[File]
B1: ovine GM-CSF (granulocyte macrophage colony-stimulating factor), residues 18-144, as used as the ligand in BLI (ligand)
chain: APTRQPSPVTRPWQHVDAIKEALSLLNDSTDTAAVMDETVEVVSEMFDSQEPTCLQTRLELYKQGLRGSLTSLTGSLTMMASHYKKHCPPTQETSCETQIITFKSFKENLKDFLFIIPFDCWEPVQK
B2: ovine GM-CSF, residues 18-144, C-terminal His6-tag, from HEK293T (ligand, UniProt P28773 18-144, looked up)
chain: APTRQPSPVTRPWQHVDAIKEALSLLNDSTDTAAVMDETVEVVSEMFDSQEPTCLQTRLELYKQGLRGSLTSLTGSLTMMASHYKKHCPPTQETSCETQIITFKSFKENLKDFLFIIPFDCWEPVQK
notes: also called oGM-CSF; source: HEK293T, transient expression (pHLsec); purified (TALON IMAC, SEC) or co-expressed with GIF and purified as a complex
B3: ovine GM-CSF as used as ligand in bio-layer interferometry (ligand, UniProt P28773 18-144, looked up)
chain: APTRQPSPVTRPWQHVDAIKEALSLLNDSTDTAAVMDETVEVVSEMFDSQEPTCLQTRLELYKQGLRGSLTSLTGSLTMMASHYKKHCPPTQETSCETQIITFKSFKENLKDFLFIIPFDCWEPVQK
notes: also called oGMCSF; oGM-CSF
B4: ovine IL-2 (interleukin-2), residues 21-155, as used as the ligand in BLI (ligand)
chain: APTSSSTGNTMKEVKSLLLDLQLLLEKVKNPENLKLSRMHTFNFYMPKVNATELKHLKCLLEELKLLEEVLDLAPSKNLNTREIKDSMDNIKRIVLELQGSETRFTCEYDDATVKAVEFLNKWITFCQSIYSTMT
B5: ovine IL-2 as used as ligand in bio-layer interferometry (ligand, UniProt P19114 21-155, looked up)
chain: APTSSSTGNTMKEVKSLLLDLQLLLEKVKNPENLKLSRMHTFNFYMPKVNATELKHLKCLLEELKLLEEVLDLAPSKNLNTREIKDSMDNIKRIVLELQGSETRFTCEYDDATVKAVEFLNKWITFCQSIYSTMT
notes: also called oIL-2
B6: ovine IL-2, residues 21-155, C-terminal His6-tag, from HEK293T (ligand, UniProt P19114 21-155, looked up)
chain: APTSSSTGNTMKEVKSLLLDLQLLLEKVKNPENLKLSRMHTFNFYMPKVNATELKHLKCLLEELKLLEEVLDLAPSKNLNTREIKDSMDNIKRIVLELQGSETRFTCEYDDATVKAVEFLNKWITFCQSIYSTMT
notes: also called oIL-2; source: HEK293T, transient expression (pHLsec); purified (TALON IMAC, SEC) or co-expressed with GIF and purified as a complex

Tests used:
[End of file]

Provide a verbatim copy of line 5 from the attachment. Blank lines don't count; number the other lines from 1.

notes: also called oGM-CSF; source: HEK293T, transient expression (pHLsec); purified (TALON IMAC, SEC) or co-expressed with GIF and purified as a complex